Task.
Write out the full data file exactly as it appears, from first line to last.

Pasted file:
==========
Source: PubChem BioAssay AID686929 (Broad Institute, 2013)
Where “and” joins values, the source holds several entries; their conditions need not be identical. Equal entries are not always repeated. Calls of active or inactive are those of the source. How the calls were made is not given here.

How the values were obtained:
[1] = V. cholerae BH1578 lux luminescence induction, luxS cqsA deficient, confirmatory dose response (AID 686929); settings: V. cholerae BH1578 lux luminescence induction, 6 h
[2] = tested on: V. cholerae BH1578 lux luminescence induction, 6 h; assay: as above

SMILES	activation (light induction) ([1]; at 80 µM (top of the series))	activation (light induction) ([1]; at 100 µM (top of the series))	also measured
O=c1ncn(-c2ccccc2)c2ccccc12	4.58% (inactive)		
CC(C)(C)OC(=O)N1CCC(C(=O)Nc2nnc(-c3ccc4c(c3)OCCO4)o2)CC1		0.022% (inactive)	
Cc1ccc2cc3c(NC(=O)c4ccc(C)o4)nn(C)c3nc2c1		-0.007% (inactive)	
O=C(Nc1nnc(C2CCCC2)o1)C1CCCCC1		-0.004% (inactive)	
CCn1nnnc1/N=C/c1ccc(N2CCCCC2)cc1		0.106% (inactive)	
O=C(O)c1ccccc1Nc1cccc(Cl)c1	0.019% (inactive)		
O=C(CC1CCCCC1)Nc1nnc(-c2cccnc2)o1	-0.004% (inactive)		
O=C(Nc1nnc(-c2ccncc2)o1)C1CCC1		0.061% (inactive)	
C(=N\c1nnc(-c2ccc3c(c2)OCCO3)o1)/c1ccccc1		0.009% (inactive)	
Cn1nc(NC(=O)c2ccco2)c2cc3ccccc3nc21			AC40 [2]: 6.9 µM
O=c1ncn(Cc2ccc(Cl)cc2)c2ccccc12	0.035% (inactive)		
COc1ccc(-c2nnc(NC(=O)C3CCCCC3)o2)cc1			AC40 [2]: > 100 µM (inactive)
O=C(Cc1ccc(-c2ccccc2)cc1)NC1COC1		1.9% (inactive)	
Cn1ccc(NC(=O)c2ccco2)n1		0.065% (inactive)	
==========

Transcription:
Source: PubChem BioAssay AID686929 (Broad Institute, 2013)
Where “and” joins values, the source holds several entries; their conditions need not be identical. Equal entries are not always repeated. Calls of active or inactive are those of the source. How the calls were made is not given here.

How the values were obtained:
[1] = V. cholerae BH1578 lux luminescence induction, luxS cqsA deficient, confirmatory dose response (AID 686929); settings: V. cholerae BH1578 lux luminescence induction, 6 h
[2] = tested on: V. cholerae BH1578 lux luminescence induction, 6 h; assay: as above

SMILES	activation (light induction) ([1]; at 80 µM (top of the series))	activation (light induction) ([1]; at 100 µM (top of the series))	also measured
O=c1ncn(-c2ccccc2)c2ccccc12	4.58% (inactive)		
CC(C)(C)OC(=O)N1CCC(C(=O)Nc2nnc(-c3ccc4c(c3)OCCO4)o2)CC1		0.022% (inactive)	
Cc1ccc2cc3c(NC(=O)c4ccc(C)o4)nn(C)c3nc2c1		-0.007% (inactive)	
O=C(Nc1nnc(C2CCCC2)o1)C1CCCCC1		-0.004% (inactive)	
CCn1nnnc1/N=C/c1ccc(N2CCCCC2)cc1		0.106% (inactive)	
O=C(O)c1ccccc1Nc1cccc(Cl)c1	0.019% (inactive)		
O=C(CC1CCCCC1)Nc1nnc(-c2cccnc2)o1	-0.004% (inactive)		
O=C(Nc1nnc(-c2ccncc2)o1)C1CCC1		0.061% (inactive)	
C(=N\c1nnc(-c2ccc3c(c2)OCCO3)o1)/c1ccccc1		0.009% (inactive)	
Cn1nc(NC(=O)c2ccco2)c2cc3ccccc3nc21			AC40 [2]: 6.9 µM
O=c1ncn(Cc2ccc(Cl)cc2)c2ccccc12	0.035% (inactive)		
COc1ccc(-c2nnc(NC(=O)C3CCCCC3)o2)cc1			AC40 [2]: > 100 µM (inactive)
O=C(Cc1ccc(-c2ccccc2)cc1)NC1COC1		1.9% (inactive)	
Cn1ccc(NC(=O)c2ccco2)n1		0.065% (inactive)	